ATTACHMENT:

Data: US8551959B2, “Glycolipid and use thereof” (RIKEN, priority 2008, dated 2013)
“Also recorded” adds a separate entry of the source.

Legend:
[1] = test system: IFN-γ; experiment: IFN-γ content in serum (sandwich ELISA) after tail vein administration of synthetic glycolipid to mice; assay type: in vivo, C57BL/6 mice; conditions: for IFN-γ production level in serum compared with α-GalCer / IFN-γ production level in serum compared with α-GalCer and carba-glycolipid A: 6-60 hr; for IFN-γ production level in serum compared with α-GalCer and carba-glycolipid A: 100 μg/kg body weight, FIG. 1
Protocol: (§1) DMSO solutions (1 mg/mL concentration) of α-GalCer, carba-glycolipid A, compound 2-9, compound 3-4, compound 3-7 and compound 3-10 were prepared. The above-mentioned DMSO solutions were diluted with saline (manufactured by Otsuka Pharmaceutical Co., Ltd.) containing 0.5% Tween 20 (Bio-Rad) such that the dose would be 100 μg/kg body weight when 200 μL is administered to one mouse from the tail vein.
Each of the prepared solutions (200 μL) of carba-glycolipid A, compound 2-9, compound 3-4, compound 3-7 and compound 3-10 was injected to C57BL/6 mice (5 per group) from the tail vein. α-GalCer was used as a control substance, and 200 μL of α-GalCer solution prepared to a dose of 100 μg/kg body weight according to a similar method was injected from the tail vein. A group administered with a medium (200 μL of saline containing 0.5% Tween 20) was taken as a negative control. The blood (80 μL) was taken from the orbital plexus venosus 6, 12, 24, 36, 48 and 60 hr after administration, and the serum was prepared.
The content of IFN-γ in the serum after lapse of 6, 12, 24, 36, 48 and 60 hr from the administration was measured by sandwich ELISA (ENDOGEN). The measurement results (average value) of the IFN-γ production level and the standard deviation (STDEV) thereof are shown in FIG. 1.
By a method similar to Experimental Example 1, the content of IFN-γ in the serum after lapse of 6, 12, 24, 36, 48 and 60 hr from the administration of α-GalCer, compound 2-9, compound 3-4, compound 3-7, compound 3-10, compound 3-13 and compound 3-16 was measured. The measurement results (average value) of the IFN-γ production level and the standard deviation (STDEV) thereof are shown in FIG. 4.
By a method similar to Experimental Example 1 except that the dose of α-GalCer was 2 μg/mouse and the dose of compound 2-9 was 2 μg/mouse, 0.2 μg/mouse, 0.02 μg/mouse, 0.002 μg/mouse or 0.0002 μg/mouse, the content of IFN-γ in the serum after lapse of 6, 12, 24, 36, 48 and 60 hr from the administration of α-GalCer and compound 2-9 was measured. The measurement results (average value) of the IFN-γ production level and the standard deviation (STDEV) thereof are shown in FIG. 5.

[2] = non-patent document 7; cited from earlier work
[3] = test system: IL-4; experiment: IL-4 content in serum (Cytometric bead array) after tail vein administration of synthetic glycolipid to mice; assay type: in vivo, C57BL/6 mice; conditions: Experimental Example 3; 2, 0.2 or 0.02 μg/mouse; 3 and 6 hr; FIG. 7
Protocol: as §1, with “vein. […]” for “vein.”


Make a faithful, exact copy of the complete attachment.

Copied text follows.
Data: US8551959B2, “Glycolipid and use thereof” (RIKEN, priority 2008, dated 2013)
“Also recorded” adds a separate entry of the source.

Legend:
[1] = test system: IFN-γ; experiment: IFN-γ content in serum (sandwich ELISA) after tail vein administration of synthetic glycolipid to mice; assay type: in vivo, C57BL/6 mice; conditions: for IFN-γ production level in serum compared with α-GalCer / IFN-γ production level in serum compared with α-GalCer and carba-glycolipid A: 6-60 hr; for IFN-γ production level in serum compared with α-GalCer and carba-glycolipid A: 100 μg/kg body weight, FIG. 1
Protocol: (§1) DMSO solutions (1 mg/mL concentration) of α-GalCer, carba-glycolipid A, compound 2-9, compound 3-4, compound 3-7 and compound 3-10 were prepared. The above-mentioned DMSO solutions were diluted with saline (manufactured by Otsuka Pharmaceutical Co., Ltd.) containing 0.5% Tween 20 (Bio-Rad) such that the dose would be 100 μg/kg body weight when 200 μL is administered to one mouse from the tail vein.
Each of the prepared solutions (200 μL) of carba-glycolipid A, compound 2-9, compound 3-4, compound 3-7 and compound 3-10 was injected to C57BL/6 mice (5 per group) from the tail vein. α-GalCer was used as a control substance, and 200 μL of α-GalCer solution prepared to a dose of 100 μg/kg body weight according to a similar method was injected from the tail vein. A group administered with a medium (200 μL of saline containing 0.5% Tween 20) was taken as a negative control. The blood (80 μL) was taken from the orbital plexus venosus 6, 12, 24, 36, 48 and 60 hr after administration, and the serum was prepared.
The content of IFN-γ in the serum after lapse of 6, 12, 24, 36, 48 and 60 hr from the administration was measured by sandwich ELISA (ENDOGEN). The measurement results (average value) of the IFN-γ production level and the standard deviation (STDEV) thereof are shown in FIG. 1.
By a method similar to Experimental Example 1, the content of IFN-γ in the serum after lapse of 6, 12, 24, 36, 48 and 60 hr from the administration of α-GalCer, compound 2-9, compound 3-4, compound 3-7, compound 3-10, compound 3-13 and compound 3-16 was measured. The measurement results (average value) of the IFN-γ production level and the standard deviation (STDEV) thereof are shown in FIG. 4.
By a method similar to Experimental Example 1 except that the dose of α-GalCer was 2 μg/mouse and the dose of compound 2-9 was 2 μg/mouse, 0.2 μg/mouse, 0.02 μg/mouse, 0.002 μg/mouse or 0.0002 μg/mouse, the content of IFN-γ in the serum after lapse of 6, 12, 24, 36, 48 and 60 hr from the administration of α-GalCer and compound 2-9 was measured. The measurement results (average value) of the IFN-γ production level and the standard deviation (STDEV) thereof are shown in FIG. 5.

[2] = non-patent document 7; cited from earlier work
[3] = test system: IL-4; experiment: IL-4 content in serum (Cytometric bead array) after tail vein administration of synthetic glycolipid to mice; assay type: in vivo, C57BL/6 mice; conditions: Experimental Example 3; 2, 0.2 or 0.02 μg/mouse; 3 and 6 hr; FIG. 7
Protocol: as §1, with “vein. […]” for “vein.”